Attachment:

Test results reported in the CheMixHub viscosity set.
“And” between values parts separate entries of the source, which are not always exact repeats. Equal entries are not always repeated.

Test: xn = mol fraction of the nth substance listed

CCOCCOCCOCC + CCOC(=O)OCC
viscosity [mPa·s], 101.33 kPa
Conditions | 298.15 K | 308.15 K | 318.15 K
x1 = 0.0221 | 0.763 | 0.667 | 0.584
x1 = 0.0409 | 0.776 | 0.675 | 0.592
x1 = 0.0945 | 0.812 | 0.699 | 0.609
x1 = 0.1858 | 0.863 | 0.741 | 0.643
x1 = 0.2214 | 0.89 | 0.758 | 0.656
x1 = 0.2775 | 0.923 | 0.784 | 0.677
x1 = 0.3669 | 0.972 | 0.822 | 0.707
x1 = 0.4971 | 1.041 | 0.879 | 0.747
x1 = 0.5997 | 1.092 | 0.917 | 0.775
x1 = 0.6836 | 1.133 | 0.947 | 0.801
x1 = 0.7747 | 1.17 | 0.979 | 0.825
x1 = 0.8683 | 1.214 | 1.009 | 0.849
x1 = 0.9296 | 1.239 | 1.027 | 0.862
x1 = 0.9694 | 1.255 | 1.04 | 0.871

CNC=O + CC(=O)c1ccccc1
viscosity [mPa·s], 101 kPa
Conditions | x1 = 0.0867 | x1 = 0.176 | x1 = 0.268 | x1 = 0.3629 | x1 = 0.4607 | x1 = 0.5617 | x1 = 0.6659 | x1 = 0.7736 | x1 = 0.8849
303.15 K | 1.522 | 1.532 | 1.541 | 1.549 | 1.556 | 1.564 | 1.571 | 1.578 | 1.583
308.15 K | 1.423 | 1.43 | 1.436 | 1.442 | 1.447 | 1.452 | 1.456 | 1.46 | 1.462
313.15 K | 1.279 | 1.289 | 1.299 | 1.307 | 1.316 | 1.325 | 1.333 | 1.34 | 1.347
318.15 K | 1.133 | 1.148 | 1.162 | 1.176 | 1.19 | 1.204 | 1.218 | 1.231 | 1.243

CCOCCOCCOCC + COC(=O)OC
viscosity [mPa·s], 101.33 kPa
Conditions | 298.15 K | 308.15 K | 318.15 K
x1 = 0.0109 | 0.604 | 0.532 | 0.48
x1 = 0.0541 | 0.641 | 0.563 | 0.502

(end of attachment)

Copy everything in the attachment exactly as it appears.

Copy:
Test results reported in the CheMixHub viscosity set.
“And” between values parts separate entries of the source, which are not always exact repeats. Equal entries are not always repeated.

Test: xn = mol fraction of the nth substance listed

CCOCCOCCOCC + CCOC(=O)OCC
viscosity [mPa·s], 101.33 kPa
Conditions | 298.15 K | 308.15 K | 318.15 K
x1 = 0.0221 | 0.763 | 0.667 | 0.584
x1 = 0.0409 | 0.776 | 0.675 | 0.592
x1 = 0.0945 | 0.812 | 0.699 | 0.609
x1 = 0.1858 | 0.863 | 0.741 | 0.643
x1 = 0.2214 | 0.89 | 0.758 | 0.656
x1 = 0.2775 | 0.923 | 0.784 | 0.677
x1 = 0.3669 | 0.972 | 0.822 | 0.707
x1 = 0.4971 | 1.041 | 0.879 | 0.747
x1 = 0.5997 | 1.092 | 0.917 | 0.775
x1 = 0.6836 | 1.133 | 0.947 | 0.801
x1 = 0.7747 | 1.17 | 0.979 | 0.825
x1 = 0.8683 | 1.214 | 1.009 | 0.849
x1 = 0.9296 | 1.239 | 1.027 | 0.862
x1 = 0.9694 | 1.255 | 1.04 | 0.871

CNC=O + CC(=O)c1ccccc1
viscosity [mPa·s], 101 kPa
Conditions | x1 = 0.0867 | x1 = 0.176 | x1 = 0.268 | x1 = 0.3629 | x1 = 0.4607 | x1 = 0.5617 | x1 = 0.6659 | x1 = 0.7736 | x1 = 0.8849
303.15 K | 1.522 | 1.532 | 1.541 | 1.549 | 1.556 | 1.564 | 1.571 | 1.578 | 1.583
308.15 K | 1.423 | 1.43 | 1.436 | 1.442 | 1.447 | 1.452 | 1.456 | 1.46 | 1.462
313.15 K | 1.279 | 1.289 | 1.299 | 1.307 | 1.316 | 1.325 | 1.333 | 1.34 | 1.347
318.15 K | 1.133 | 1.148 | 1.162 | 1.176 | 1.19 | 1.204 | 1.218 | 1.231 | 1.243

CCOCCOCCOCC + COC(=O)OC
viscosity [mPa·s], 101.33 kPa
Conditions | 298.15 K | 308.15 K | 318.15 K
x1 = 0.0109 | 0.604 | 0.532 | 0.48
x1 = 0.0541 | 0.641 | 0.563 | 0.502